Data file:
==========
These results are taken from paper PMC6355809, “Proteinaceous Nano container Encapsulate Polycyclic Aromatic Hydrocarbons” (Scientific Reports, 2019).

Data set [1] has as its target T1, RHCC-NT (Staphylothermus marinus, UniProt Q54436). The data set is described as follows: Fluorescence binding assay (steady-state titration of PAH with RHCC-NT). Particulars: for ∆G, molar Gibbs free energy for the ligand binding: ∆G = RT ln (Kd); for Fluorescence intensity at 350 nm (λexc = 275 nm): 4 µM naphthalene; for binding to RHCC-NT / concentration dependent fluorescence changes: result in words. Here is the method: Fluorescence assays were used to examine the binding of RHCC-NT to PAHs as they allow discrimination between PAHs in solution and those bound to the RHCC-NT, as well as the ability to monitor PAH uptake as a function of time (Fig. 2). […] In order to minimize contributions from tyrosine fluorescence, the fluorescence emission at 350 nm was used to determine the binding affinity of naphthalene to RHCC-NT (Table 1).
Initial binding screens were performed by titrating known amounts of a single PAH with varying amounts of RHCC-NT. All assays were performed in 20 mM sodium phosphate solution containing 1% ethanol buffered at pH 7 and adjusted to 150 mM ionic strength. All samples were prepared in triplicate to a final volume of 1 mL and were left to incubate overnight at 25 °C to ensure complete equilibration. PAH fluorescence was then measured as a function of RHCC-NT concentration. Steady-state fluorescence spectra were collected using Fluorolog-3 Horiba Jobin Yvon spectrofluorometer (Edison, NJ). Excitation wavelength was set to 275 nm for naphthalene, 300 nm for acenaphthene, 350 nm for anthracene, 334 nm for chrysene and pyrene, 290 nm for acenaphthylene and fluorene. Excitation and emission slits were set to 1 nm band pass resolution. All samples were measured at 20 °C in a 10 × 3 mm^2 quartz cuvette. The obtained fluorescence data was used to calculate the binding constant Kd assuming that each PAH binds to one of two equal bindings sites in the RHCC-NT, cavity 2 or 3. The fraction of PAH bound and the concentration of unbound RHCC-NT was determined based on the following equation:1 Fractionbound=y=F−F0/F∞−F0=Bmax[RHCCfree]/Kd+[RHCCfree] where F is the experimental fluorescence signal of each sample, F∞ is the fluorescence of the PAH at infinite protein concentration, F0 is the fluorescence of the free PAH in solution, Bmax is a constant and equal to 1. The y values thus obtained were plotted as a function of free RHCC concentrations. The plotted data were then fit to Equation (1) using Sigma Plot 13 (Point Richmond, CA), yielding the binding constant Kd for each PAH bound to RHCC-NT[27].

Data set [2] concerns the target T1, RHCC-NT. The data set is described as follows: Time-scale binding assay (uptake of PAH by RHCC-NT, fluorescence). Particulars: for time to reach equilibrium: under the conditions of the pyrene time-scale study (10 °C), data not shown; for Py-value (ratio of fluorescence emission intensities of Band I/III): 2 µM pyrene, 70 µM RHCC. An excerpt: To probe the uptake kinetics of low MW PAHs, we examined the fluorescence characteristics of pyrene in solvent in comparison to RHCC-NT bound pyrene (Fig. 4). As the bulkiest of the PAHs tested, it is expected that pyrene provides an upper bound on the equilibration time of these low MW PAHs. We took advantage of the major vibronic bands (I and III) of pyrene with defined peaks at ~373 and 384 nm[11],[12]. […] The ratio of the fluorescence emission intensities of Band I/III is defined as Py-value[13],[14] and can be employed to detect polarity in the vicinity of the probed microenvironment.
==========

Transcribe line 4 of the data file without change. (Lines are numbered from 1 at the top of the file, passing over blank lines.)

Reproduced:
Data set [2] concerns the target T1, RHCC-NT. The data set is described as follows: Time-scale binding assay (uptake of PAH by RHCC-NT, fluorescence). Particulars: for time to reach equilibrium: under the conditions of the pyrene time-scale study (10 °C), data not shown; for Py-value (ratio of fluorescence emission intensities of Band I/III): 2 µM pyrene, 70 µM RHCC. An excerpt: To probe the uptake kinetics of low MW PAHs, we examined the fluorescence characteristics of pyrene in solvent in comparison to RHCC-NT bound pyrene (Fig. 4). As the bulkiest of the PAHs tested, it is expected that pyrene provides an upper bound on the equilibration time of these low MW PAHs. We took advantage of the major vibronic bands (I and III) of pyrene with defined peaks at ~373 and 384 nm[11],[12]. […] The ratio of the fluorescence emission intensities of Band I/III is defined as Py-value[13],[14] and can be employed to detect polarity in the vicinity of the probed microenvironment.